Orbital blowout fracture
The orbit is the frontal part of the skull that provides structure and a boney pocket for the eyeball to sit in. Fractures can occur anywhere around the orbital walls but are most common to the orbital floor because it has the weakest bone structure.
What injuries can happen to the eye as a result of an orbital blowout fracture?
Several serious injuries can occur to the eye as a result of the blunt force directly to the eyeball. The injuries include:
• Hyphema (hemorrhage into the anterior chamber)
• Retinal detachment
A hyphema can result from the impact of a small ball directly into the eye. Within a few hours of impact, blood settles into the anterior chamber of the eyeball. This is a very serious eye injury requiring hospitalization, bed rest, bilateral patching of the eyes, and sedation. This condition usually resolves itself within a few days.
A retinal detachment is another serious injury that can occur from blunt trauma to the eye, but may occur several months or years post-injury. The retina is the nerve bundle connecting the eyeball to the brain. Without it, the athlete would not be able to see.
A retinal detachment may include the athlete seeing “flashes of light” or the appearance of a “curtain” dropping. The athlete may also complain of “floaters” in his/her vision. Athletes with these symptoms should be immediately treated by covering both eyes with patches and referred to an ophthalmologist for surgical repair.
What are the signs and symptoms of an orbital blowout fracture?
Any time an athlete receives a high force direct blow to the eye, a fracture should be suspected. The signs and symptoms of an orbital blowout fracture include:
• Immediate severe swelling
• Recessed eyeball
• Inferiorly positioned eyeball
• Limited ocular movements (inability to look up)
• Absent eye movements
• Double vision
• Numbness of the cheek
Who gets an orbital blowout fracture
The most common cause of an orbital blowout fracture are blunt force contact with an object larger than the orbit. Sports with these types of objects include tennis, racquetball, baseball, cricket, squash, and softball. The orbit can “blow-out” and fracture when one of these balls directly hits the eye at high speed effectively blowing the contents of the eye inward resulting in a fracture of the orbital floor.
An orbital blowout fracture can also occur to athletes in contact team sports when an athlete runs full force into a fist or elbow as in the sport of basketball. A direct blow to the face in fighting sports can also cause an “blow-out.”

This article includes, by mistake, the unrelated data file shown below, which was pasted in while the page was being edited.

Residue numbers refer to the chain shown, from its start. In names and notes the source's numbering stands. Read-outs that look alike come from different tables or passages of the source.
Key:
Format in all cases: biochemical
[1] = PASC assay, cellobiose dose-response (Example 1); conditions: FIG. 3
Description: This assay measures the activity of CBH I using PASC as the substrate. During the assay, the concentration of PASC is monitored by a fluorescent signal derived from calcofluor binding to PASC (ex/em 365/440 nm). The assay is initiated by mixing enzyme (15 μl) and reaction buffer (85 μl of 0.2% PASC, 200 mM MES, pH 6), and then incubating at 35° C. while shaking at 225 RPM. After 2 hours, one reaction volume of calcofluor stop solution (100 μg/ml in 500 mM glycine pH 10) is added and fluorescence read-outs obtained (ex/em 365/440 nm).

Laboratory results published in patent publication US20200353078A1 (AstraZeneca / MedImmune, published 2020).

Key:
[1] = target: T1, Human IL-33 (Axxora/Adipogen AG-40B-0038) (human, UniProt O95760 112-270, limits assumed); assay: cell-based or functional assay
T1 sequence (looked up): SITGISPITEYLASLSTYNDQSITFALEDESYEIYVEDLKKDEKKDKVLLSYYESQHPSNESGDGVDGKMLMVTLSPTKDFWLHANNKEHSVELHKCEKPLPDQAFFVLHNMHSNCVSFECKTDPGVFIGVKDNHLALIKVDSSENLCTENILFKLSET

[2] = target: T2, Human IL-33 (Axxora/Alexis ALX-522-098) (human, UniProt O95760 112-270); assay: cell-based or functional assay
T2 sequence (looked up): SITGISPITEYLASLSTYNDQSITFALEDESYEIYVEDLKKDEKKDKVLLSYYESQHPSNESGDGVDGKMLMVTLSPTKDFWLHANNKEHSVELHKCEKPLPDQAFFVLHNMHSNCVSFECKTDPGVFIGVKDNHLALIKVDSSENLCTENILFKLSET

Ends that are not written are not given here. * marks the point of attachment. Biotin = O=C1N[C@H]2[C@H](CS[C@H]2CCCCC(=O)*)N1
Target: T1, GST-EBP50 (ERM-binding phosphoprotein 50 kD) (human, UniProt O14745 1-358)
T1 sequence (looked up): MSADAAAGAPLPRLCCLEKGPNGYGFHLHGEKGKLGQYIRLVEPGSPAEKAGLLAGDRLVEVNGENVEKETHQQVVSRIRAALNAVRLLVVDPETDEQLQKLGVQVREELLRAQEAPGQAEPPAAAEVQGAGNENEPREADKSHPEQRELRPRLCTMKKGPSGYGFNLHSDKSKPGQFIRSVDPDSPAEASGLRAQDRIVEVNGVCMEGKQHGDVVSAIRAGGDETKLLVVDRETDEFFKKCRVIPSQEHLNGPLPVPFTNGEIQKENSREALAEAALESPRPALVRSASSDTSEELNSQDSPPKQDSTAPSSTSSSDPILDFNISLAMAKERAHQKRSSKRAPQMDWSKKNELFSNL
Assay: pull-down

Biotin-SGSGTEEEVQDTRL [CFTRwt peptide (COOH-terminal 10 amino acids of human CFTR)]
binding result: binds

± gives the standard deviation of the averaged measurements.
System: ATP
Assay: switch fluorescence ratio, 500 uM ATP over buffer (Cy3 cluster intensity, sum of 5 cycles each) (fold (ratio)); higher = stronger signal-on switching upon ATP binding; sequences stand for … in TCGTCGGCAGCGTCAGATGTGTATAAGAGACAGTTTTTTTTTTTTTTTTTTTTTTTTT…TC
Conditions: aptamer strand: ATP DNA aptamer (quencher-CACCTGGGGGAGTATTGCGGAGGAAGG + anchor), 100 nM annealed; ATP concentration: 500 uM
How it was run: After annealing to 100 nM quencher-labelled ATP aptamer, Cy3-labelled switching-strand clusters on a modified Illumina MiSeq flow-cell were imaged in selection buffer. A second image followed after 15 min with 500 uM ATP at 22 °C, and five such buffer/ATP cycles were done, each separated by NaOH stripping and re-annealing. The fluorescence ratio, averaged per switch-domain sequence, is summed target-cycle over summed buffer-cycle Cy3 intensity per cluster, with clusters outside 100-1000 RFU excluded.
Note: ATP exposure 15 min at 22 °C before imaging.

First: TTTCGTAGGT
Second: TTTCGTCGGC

What is the immediate treatment of an athlete with a suspected orbital blowout fracture?
Because the amount of force required to fracture the orbit is significant, emergency medical services should be immediately called and care should be taken to also evaluate the athlete for possible concussion, and/or brain injury.
To determine if the athlete has any signs and symptoms of concussion check for the following:
• Ringing in the ears
• Inability to answer simple questions
If any of the above symptoms are present, assume that the athlete might also have a concussion.
Gauze should be gently applied to the injured area to help stop any bleeding that may be present. Crushed ice can also be applied to reduce the amount of swelling but care must be taken not to increase the pressure to the eye.
If there is excessive bleeding, place a soft object under the athlete’s head and roll the athlete onto his/her side so that the blood can flow easily onto the ground and not back into the throat of the athlete.
Another aspect of immediate treatment for a seriously injured athlete is treating for shock. Athletes with serious injuries may go into shock because of the blood loss and/or the psychological impact of the injury.
Keeping the athlete calm by talking softly and slowly with an even pace is one effective way to comfort an athlete. The conversation should focus on anything but the injury. The goal of care during this time is to keep the athlete’s breathing pattern regular. A calm athlete should have respirations between 12 and 15 per minute.
Another way to ensure that the athlete stays calm is to remove all people from the scene who are not directly involved in caring for the athlete. Poorly timed comments or outbursts from teammates can alone send an athlete into psychological shock.
Will I need surgery for the orbital blowout fracture to heal?
Surgery will most likely be required to repair the fracture to the orbital floor and release any muscles and/or nerves that may have been compromised as a result of the fracture.
When is it safe to return to sports after an orbital blowout fracture?
The athlete’s safe return to sports will be dependent on the severity of the fracture and/or eye damage. The athlete should follow the specific instructions provided by his/her physician for the type and intensity of activity allowed until a full recovery has been made.
Find a Doctor who specializes in Orbital Blowout Fractures:
- Anderson, M.K., Hall, S.J., & Martin, M. (2009). Foundations of Athletic Training: Prevention, Assessment, and Management. (3rd Ed). Lippincott Williams & Wilkins: Philadelphia, PA
- Bahr, R., & Maehlum S. (2004). Clinical Guide to Sports Injuries. Human Kinetics: Champaign, IL.
- Brukner, P., & Khan, K. (2004). Clinical Sports Medicine (revised 2nd Ed.). McGraw Hill: New York, NY.
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